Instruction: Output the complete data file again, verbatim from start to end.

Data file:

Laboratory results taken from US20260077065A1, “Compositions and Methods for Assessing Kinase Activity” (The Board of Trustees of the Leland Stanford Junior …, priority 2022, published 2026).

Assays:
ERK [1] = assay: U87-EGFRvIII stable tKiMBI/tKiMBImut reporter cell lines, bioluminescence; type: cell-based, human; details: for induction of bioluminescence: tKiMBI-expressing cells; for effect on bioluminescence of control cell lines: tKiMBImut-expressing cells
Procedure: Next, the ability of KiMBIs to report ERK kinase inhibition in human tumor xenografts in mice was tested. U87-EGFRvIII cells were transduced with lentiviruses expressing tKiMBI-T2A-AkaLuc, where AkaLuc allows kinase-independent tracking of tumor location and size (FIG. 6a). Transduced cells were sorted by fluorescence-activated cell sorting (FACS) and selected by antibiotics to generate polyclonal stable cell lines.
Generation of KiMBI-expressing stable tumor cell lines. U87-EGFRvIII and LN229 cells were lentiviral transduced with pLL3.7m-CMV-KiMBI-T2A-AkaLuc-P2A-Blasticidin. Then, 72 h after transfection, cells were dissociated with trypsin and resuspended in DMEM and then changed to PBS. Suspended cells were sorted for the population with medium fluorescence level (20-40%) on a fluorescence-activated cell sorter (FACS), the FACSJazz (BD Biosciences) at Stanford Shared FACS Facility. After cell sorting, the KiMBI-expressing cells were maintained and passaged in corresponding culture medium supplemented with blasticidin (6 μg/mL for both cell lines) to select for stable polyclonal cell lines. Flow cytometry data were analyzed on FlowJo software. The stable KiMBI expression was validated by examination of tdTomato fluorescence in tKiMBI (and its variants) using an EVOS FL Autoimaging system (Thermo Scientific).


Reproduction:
Laboratory results taken from US20260077065A1, “Compositions and Methods for Assessing Kinase Activity” (The Board of Trustees of the Leland Stanford Junior …, priority 2022, published 2026).

Assays:
ERK [1] = assay: U87-EGFRvIII stable tKiMBI/tKiMBImut reporter cell lines, bioluminescence; type: cell-based, human; details: for induction of bioluminescence: tKiMBI-expressing cells; for effect on bioluminescence of control cell lines: tKiMBImut-expressing cells
Procedure: Next, the ability of KiMBIs to report ERK kinase inhibition in human tumor xenografts in mice was tested. U87-EGFRvIII cells were transduced with lentiviruses expressing tKiMBI-T2A-AkaLuc, where AkaLuc allows kinase-independent tracking of tumor location and size (FIG. 6a). Transduced cells were sorted by fluorescence-activated cell sorting (FACS) and selected by antibiotics to generate polyclonal stable cell lines.
Generation of KiMBI-expressing stable tumor cell lines. U87-EGFRvIII and LN229 cells were lentiviral transduced with pLL3.7m-CMV-KiMBI-T2A-AkaLuc-P2A-Blasticidin. Then, 72 h after transfection, cells were dissociated with trypsin and resuspended in DMEM and then changed to PBS. Suspended cells were sorted for the population with medium fluorescence level (20-40%) on a fluorescence-activated cell sorter (FACS), the FACSJazz (BD Biosciences) at Stanford Shared FACS Facility. After cell sorting, the KiMBI-expressing cells were maintained and passaged in corresponding culture medium supplemented with blasticidin (6 μg/mL for both cell lines) to select for stable polyclonal cell lines. Flow cytometry data were analyzed on FlowJo software. The stable KiMBI expression was validated by examination of tdTomato fluorescence in tKiMBI (and its variants) using an EVOS FL Autoimaging system (Thermo Scientific).